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Victor Borge did a marvelous routine years ago featuring a mock Mozart opera. After a perfunctory piano piece, he announced, “That was the overture, — and when the ture is over, that’s all there is to it.” Later, after much hilarity, he described the opera’s conclusion by saying, “The curtain falls, but not hard enough,” which, come to think of it, sums up my sentiments upon seeing 2013 enter the history books.
I began 2013 by refusing to make any New Year’s resolutions. Instead, I rung in the year by running in to a deer near the New York / Pennsylvania state line, after which I spent the better part of a week and a half in Carlisle, PA while craftsmen at a local body shop restored the Ride of Pride to her full glory. Perhaps I should have resolved something.
This was the year in which I saw my step parent succumb to a monstrous and monstrously aggressive brain tumor. It was a time when most of the family rallied to her side to comfort her, comfort and cry with each other, and pray ardently, first for healing, and then for a merciful end to the suffering. One of my favorite little sayings is that crisis doesn’t build character, but rather, reveals it. Such was the case with Mom’s illness as she spent more time worrying about us than about herself. It was a time of clarification as, in the case of most catastrophes, one is often surprised by the quarters from which help emanates and those from which it doesn’t.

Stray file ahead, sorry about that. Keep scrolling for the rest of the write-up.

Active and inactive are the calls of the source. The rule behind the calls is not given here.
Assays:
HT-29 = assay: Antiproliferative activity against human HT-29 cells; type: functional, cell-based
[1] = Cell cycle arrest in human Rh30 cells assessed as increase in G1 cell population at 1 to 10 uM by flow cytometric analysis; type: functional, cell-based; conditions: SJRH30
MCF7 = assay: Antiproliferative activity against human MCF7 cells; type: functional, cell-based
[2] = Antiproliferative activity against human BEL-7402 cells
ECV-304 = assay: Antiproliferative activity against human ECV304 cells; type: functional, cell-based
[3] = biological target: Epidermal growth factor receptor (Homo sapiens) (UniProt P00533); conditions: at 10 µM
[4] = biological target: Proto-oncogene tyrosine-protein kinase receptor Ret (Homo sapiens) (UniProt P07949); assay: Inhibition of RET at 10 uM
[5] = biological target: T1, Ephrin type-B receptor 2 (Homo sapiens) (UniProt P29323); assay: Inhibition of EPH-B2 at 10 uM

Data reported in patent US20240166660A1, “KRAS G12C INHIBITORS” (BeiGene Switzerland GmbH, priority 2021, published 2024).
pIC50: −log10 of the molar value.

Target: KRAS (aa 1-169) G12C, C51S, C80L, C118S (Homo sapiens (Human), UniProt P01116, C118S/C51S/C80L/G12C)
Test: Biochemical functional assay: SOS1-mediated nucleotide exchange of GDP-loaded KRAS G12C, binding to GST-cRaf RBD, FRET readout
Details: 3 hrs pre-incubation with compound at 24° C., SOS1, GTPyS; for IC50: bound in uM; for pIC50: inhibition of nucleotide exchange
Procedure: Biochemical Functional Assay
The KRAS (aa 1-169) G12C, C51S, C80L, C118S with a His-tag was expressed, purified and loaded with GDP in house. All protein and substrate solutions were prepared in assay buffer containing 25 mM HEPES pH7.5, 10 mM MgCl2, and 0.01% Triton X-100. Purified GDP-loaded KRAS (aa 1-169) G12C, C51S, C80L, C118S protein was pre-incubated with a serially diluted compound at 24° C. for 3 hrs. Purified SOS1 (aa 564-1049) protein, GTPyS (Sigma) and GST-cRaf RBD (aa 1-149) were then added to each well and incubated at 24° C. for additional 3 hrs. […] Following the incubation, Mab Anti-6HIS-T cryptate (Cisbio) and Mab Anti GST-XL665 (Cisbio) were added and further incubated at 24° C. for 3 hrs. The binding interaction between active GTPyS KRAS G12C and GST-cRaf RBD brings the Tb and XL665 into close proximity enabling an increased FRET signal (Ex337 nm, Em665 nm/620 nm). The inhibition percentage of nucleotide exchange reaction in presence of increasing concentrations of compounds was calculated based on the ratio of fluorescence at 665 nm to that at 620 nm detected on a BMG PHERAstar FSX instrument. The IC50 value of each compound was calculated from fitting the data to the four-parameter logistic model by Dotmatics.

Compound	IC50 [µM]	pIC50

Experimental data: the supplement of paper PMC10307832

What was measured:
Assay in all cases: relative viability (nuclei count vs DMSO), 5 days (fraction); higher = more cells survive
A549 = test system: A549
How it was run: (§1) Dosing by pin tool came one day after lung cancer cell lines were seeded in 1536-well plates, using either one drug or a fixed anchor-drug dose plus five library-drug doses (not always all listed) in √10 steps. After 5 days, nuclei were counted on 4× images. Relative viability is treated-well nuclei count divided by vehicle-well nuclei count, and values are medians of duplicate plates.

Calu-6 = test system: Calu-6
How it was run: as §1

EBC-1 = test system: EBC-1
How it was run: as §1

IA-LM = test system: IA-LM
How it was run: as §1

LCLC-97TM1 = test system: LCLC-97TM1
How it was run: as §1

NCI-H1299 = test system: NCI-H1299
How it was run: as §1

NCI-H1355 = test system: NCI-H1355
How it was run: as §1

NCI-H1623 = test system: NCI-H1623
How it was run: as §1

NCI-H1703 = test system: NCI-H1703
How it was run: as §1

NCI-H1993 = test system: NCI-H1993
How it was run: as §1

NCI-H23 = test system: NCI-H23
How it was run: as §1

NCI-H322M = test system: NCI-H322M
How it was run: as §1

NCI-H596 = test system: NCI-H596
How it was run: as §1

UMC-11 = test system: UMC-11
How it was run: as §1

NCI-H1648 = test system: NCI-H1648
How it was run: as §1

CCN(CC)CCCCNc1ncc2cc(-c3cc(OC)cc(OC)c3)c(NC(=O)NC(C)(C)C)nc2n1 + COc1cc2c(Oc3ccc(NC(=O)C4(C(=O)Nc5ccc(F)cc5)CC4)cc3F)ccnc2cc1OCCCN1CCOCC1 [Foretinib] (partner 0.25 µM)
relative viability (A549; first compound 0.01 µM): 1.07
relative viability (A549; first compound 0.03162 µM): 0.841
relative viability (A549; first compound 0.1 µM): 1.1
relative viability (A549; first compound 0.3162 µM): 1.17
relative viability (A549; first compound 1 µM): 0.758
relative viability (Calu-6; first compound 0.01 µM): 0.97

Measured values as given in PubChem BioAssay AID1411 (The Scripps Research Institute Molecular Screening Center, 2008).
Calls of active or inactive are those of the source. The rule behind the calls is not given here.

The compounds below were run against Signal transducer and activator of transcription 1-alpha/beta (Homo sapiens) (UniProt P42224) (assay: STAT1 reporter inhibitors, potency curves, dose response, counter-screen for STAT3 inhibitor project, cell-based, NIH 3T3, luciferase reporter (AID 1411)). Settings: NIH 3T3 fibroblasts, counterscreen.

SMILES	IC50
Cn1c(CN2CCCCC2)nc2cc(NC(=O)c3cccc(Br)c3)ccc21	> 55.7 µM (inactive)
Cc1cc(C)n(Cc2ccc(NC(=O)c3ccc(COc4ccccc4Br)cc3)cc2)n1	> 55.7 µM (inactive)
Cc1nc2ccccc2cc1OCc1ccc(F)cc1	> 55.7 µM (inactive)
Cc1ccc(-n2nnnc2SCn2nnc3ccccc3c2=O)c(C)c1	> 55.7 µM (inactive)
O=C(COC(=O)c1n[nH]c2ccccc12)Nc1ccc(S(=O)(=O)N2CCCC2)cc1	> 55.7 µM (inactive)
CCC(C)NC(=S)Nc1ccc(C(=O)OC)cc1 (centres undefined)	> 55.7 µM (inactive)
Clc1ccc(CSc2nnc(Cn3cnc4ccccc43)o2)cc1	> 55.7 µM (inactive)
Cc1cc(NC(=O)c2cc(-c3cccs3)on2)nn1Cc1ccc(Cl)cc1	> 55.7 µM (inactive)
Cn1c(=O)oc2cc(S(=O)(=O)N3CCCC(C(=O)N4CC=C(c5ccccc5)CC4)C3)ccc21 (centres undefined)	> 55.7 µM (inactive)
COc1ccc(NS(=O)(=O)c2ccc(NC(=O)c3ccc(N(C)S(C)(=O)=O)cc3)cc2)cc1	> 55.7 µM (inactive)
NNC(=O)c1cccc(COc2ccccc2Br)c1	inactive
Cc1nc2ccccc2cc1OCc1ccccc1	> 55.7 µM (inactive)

The year that began with my Dad in full humor, thankfully, concludes with a hopeful restoration of his spirit. Mom’s death, coming as it did in the middle of his own battle with Alzheimer’s, diabetes, heart problems, and seemingly every other malady known to man, sent him into a dangerous spiral. With grief unending, he had lost over 30 pounds since late September as Sis and I both lost weeks of work to stay by his side and encourage him. I’m happy to report that some prayers were answered over the Christmas holiday, and he seems on the rebound.
Aside from personal challenges and tragedies, 2013 was a year in which many friendships were formed, while others were renewed. For me, this was largely a tribute to the Ricochet community and my own good fortune in attending several gatherings across the country. You folks will never know how much light and warmth you bring to what is otherwise a fairly solitary lifestyle, and I thank you.
Mindful of the lessons of the past year, some of which were learned happily while others brought pain, and while beginning 2014 back in Carlisle, PA, I’ve resolved the following:
* Watch for deer.
* Time is fleeting and tomorrow is not guaranteed, so don’t miss a chance to tell a loved one that you love them.
* Going from a child who is cared for, to a child who cares for a parent is an awkward transition. Be as generous with your affection to a parent as you hope your children will be with you.
* I herewith renew my request to my own children to keep me out of hospitals with the word “Memorial” in them, since the ostensible purpose of a hospital is to prevent my memorialization.
* Be productive. In my case, this means picking up the pace of my writing and finishing the book I started last year.
* Look after your health, be it with exercise, diet, or, for me, resolving to finally get a physical for the first time in over a decade.
* Try to add more smiles than you take.
* Life is a gift, but one you must yourself build. Embrace the opportunity and employ your talents.
From yet another parking lot, safely and warmly ensconced in the ultimate man-cave on 18 wheels, please accept my thanks for your friendship and good wishes, as well as my wish to each of you for a happy and prosperous New Year.